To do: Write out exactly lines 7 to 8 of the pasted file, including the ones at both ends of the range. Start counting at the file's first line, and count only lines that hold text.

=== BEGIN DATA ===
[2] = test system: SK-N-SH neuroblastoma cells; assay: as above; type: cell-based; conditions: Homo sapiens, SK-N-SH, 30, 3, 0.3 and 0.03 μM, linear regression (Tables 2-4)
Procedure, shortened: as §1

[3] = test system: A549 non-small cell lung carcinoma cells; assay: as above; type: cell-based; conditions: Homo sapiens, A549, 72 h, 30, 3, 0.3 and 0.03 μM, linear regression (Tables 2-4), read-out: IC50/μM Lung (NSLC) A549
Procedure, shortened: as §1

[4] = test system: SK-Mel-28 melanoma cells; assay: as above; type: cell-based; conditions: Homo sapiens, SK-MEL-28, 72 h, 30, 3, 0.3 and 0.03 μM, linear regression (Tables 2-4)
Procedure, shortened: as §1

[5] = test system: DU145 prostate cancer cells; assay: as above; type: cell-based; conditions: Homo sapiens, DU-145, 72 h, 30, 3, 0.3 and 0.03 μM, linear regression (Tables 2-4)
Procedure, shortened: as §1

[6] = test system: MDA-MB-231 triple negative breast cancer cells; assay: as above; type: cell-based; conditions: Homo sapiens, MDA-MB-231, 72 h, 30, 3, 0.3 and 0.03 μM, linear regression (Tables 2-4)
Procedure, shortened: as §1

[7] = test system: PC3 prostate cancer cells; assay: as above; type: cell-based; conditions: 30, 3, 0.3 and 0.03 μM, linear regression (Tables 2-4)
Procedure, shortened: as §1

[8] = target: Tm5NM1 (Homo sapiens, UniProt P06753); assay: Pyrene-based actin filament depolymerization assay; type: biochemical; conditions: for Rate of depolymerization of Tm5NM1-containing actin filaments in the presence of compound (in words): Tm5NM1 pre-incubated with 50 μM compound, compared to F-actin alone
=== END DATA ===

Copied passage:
[5] = test system: DU145 prostate cancer cells; assay: as above; type: cell-based; conditions: Homo sapiens, DU-145, 72 h, 30, 3, 0.3 and 0.03 μM, linear regression (Tables 2-4)
Procedure, shortened: as §1